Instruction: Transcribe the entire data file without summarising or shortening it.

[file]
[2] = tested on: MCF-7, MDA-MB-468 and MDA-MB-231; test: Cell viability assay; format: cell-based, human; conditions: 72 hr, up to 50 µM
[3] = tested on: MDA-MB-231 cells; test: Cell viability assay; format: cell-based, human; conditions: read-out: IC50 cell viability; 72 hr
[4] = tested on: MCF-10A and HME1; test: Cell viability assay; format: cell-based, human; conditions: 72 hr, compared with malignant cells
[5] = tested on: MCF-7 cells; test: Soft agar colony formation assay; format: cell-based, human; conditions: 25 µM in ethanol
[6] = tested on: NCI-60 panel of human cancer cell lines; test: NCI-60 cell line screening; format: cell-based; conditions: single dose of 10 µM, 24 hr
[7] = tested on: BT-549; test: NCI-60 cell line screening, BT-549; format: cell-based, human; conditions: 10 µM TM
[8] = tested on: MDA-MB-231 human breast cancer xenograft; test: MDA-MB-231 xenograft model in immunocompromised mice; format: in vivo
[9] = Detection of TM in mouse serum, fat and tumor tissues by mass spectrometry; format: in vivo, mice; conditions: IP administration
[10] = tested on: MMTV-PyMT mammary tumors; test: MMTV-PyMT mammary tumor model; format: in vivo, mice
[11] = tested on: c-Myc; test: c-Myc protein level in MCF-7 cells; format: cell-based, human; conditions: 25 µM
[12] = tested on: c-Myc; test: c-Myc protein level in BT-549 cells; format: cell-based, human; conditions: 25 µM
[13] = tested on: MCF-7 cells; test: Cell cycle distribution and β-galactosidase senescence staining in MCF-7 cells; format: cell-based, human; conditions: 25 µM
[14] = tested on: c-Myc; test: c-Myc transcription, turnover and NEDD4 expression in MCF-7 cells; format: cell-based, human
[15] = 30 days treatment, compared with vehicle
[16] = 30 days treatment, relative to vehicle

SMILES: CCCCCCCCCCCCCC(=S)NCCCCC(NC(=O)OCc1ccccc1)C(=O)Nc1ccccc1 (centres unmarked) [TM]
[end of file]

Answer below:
[2] = tested on: MCF-7, MDA-MB-468 and MDA-MB-231; test: Cell viability assay; format: cell-based, human; conditions: 72 hr, up to 50 µM
[3] = tested on: MDA-MB-231 cells; test: Cell viability assay; format: cell-based, human; conditions: read-out: IC50 cell viability; 72 hr
[4] = tested on: MCF-10A and HME1; test: Cell viability assay; format: cell-based, human; conditions: 72 hr, compared with malignant cells
[5] = tested on: MCF-7 cells; test: Soft agar colony formation assay; format: cell-based, human; conditions: 25 µM in ethanol
[6] = tested on: NCI-60 panel of human cancer cell lines; test: NCI-60 cell line screening; format: cell-based; conditions: single dose of 10 µM, 24 hr
[7] = tested on: BT-549; test: NCI-60 cell line screening, BT-549; format: cell-based, human; conditions: 10 µM TM
[8] = tested on: MDA-MB-231 human breast cancer xenograft; test: MDA-MB-231 xenograft model in immunocompromised mice; format: in vivo
[9] = Detection of TM in mouse serum, fat and tumor tissues by mass spectrometry; format: in vivo, mice; conditions: IP administration
[10] = tested on: MMTV-PyMT mammary tumors; test: MMTV-PyMT mammary tumor model; format: in vivo, mice
[11] = tested on: c-Myc; test: c-Myc protein level in MCF-7 cells; format: cell-based, human; conditions: 25 µM
[12] = tested on: c-Myc; test: c-Myc protein level in BT-549 cells; format: cell-based, human; conditions: 25 µM
[13] = tested on: MCF-7 cells; test: Cell cycle distribution and β-galactosidase senescence staining in MCF-7 cells; format: cell-based, human; conditions: 25 µM
[14] = tested on: c-Myc; test: c-Myc transcription, turnover and NEDD4 expression in MCF-7 cells; format: cell-based, human
[15] = 30 days treatment, compared with vehicle
[16] = 30 days treatment, relative to vehicle

SMILES: CCCCCCCCCCCCCC(=S)NCCCCC(NC(=O)OCc1ccccc1)C(=O)Nc1ccccc1 (centres unmarked) [TM]